4 Axelsson et al. (2013) describe the conceptual model of the Olkaria geothermal system developed during the optimization study referred to above. They, furthermore, present the results of different assessments made of the electrical generation capacity in the same study, including the outcome of numerical modelling. The numerical model involved is the largest, and most comprehensive numerical model developed for the Olkaria geothermal system up to now. The present paper is a follow-up to that paper presenting the results of the revision of the conceptual model during the model maintenance project. That project also involved a revision of the earlier numerical model, the results of which await later publication. The data and results presented below largely stem from internal reports published by the Icelandic consortium. It should also be noted that this work has relied on data collected by, whilst data collected by OrPower-4 Inc. has not been incorporated. 2. THE OLKARIA CONCEPTUAL MODEL 2.1 General Reliable conceptual models of geothermal systems are the key to successful development of all geothermal resources and emphasis is increasingly being put on the development of such models, especially during geothermal exploration and development, as well as their revision during long-term utilization and resource management. Conceptual model revision is obviously vital during expansion of geothermal operations, as is on-going in Olkaria. Conceptual models are descriptive or qualitative models incorporating, and unifying, the essential physical features of the systems in question (Grant et al., 1982). They are based on a unifying interpretation of data from all the relevant earth-science disciplines involved, bolstering the reliability and comprehensiveness of the outcome. Conceptual models are mainly based on analysis of geological and geophysical information, temperature and pressure log data from wells as well as information on the chemical content of reservoir fluids. Monitoring data reflecting reservoir changes during long-term exploitation, furthermore, aid in revising conceptual models once these data become available (Axelsson, 2013). Conceptual models should explain the heat source for the reservoir in question and the location of recharge zones as well as the location of the main flow channels and the general flow patterns within the reservoir. A comprehensive conceptual model should, furthermore, provide an estimate of the size of the reservoir involved. Conceptual models are ultimately the foundation for all geothermal resource assessments, particularly volumetric assessments and geothermal reservoir modelling. In addition, conceptual models provide an important basis of field development plans, i.e. in selecting locations and targets of wells to be drilled. The conceptual model of the Olkaria geothermal system has, of course, evolved through time (more than 40 years) as more information has been accumulated through surface exploration, drilling, utilization and reservoir engineering work. The first published version of the conceptual model was presented by SWECO and Virkir (1976). It was very simple due to the limited drilling done at the time. Later revisions saw the model expanding to cover more of the Olkaria area and include several zones of hot up-flow, first in the East and West sectors and later in the Northeast sector as well. Ofwona (2002) presented an updated version of the conceptual model. According to his revised model the hydrothermal systems of western and eastern Olkaria are clearly separated by the low temperature zone of central Olkaria. He postulated two possible up-flow zones in Olkaria Northeast and one up-flow zone in Olkaria East, with a down-flow separating Olkaria Northeast and Olkaria East. Extensive boiling also takes place in the up-flow zones to form steam caps below the cap rock, according to this revision. Cold water recharge into the Olkaria geothermal system is assumed to occur from all directions in that model. The latest version of the Olkaria conceptual model, prior to the one presented here, is the one developed by West Japan Engineering Consultants Inc. and subcontractors from 2005 to 2009 ( in-house report). This model was quite comprehensive and appears to be still valid to some extent. The extensive new data that have become available since 2007, however, mostly through the intensive drilling program has conducted, has prompted the updating of the Olkaria conceptual model, first the revision presented by Axelsson et al. (2013) and later the revision, which is presented here. 2.2 The Data Axelsson et al. (2013) review the data available, which were used in the revision of the conceptual model of the Olkaria geothermal system. Here the emphasis is on new data that has become available since that time as well as the model revision conducted during For more detail on the data in general, the reader is referred to Axelsson et al. (2013). The principal new data collected, analysed and incorporated into the conceptual model are data collected in association with the drilling, completion and testing of the 105 deep wells drilled since 2012 up to the middle of 2016 (25 30 wells per year). These include the following: a) Borehole geology including stratigraphy, loss zone location and rock alteration. b) Inter-well stratigraphic correlation resulting in the delineation of fault location and displacement. c) Formation temperature and initial pressure profiles for wells, based on temperature and pressure recovery logs. d) Injection and discharge test results. e) Monitoring data from wells utilized, including mass flow, enthalpy and chemical content. In addition, some more surface exploration data have been collected and analysed, or older data analysed, including: f) Additional resistivity surveying data including TEM and MT data. g) Some additional geological mapping data, focussing on faults, fractures and other related structures. 4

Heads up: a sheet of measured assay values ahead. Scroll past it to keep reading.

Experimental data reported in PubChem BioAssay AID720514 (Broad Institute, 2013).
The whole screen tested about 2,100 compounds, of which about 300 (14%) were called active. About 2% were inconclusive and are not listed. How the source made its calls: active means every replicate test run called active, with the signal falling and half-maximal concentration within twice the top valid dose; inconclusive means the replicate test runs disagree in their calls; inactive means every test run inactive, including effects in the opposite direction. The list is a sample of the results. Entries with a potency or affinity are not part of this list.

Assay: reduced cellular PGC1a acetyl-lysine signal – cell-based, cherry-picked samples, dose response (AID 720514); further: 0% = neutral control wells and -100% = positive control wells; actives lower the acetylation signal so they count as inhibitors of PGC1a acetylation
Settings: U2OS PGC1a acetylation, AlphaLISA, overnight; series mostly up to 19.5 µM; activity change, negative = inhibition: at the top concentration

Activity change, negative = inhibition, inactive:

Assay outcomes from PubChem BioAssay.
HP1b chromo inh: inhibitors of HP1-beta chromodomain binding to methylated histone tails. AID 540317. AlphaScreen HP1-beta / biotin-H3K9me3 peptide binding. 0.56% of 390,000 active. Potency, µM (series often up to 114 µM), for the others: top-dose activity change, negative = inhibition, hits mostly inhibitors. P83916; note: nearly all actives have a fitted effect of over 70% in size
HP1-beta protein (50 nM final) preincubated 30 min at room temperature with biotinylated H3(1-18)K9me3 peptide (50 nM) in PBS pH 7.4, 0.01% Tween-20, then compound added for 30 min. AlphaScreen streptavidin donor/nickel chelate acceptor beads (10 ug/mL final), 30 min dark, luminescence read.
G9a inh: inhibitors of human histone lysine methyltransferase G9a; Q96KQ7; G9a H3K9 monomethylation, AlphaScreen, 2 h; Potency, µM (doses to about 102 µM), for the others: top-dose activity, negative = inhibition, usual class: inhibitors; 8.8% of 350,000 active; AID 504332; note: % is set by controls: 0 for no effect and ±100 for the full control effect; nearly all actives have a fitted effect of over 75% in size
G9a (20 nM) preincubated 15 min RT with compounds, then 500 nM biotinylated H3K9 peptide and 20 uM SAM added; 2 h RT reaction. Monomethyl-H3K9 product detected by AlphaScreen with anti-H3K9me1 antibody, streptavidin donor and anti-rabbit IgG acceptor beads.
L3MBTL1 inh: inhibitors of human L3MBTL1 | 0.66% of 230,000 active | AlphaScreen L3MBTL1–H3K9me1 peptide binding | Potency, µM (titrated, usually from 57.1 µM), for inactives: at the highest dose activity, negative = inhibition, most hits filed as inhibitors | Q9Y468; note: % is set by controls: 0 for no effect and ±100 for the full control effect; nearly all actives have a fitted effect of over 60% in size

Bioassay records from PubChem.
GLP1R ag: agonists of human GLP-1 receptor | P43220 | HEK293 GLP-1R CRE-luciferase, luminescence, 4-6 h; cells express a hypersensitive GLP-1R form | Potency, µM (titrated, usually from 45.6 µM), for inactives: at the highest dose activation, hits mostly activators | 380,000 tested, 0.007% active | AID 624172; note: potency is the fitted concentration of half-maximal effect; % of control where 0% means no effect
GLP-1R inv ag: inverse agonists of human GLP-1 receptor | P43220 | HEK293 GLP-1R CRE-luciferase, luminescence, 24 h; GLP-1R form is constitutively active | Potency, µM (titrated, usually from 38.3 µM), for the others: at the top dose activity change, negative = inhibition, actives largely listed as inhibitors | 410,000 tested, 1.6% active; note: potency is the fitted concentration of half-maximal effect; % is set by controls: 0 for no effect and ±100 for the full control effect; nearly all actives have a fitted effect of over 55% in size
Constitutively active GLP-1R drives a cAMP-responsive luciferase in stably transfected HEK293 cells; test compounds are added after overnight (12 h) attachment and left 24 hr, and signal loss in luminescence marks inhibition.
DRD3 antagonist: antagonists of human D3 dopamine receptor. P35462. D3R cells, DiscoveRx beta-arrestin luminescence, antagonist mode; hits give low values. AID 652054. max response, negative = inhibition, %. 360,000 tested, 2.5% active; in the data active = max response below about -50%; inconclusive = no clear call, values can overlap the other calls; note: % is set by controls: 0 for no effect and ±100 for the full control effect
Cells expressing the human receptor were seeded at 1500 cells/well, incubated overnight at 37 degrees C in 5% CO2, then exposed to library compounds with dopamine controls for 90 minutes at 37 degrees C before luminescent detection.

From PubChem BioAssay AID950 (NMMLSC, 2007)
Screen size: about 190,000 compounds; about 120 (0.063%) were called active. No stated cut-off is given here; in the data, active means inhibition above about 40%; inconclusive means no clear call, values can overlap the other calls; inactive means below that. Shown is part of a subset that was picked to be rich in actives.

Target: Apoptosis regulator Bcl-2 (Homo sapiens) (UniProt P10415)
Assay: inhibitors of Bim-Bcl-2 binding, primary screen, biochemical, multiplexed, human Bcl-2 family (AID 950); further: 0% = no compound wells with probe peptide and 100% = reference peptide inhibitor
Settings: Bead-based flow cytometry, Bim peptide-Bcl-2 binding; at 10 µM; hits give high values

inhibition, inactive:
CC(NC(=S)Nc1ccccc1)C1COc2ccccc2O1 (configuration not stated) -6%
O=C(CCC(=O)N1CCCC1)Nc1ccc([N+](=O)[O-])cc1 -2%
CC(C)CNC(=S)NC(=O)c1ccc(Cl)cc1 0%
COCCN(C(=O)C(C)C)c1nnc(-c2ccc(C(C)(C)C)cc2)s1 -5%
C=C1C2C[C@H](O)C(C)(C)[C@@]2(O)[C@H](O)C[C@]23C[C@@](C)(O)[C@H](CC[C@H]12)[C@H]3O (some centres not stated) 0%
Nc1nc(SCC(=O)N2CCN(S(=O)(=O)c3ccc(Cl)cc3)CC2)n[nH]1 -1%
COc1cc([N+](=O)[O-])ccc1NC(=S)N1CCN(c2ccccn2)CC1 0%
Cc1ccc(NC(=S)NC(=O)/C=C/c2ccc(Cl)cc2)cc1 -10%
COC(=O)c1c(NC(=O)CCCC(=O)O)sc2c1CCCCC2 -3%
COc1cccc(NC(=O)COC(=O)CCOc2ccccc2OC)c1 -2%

5 h) Additional analysis of isotope data from wells. The new data have all been incorporated into an already existing database associated with a 3D visualization software, which has aided the revision of the conceptual model greatly. The most important components of the conceptual model of the Olkaria geothermal system as a whole are still indications of the main heat sources of the system as well as the temp erature model of the system, which by now is extremely detailed in the heavily drilled parts of the system. Micro-seismic data collected in the Olkaria area from 1996 to 1998 provides highly valuable data for the conceptual model of the Olkaria geothermal system. This includes both location of the seismic events as well as information on S-wave attenuation derived from the data, which has been interpreted as reflecting volumes of partially molten material (Fig. 4). The largest of these are found below the Olkaria Domes, Northeast and West production fields, with other smaller attenuating bodies possibly indicating further undiscovered geothermal resources. The conceptual model shows that these potential heat sources are linked with the temperature distribution, reflecting possible zones of hot up-flow. The temperature model for the geothermal system is presented in four horizontal views in figures 5 8, while NW-SE temperature and pressure cross-sections are presented in Fig. 9. Figure 4: Contour map of the depth to the top of S-wave attenuating bodies beneath the Olkaria geothermal field along with structural features in the area and well location. Based on in-house reports and Simiyu (2000). Figure 5: Horizontal view of the temperature distribution at 800 m a.s.l. (~1200 m depth) in the revised temperature model of the Olkaria geothermal system. Also shown are the main faults/fractures of the system. 5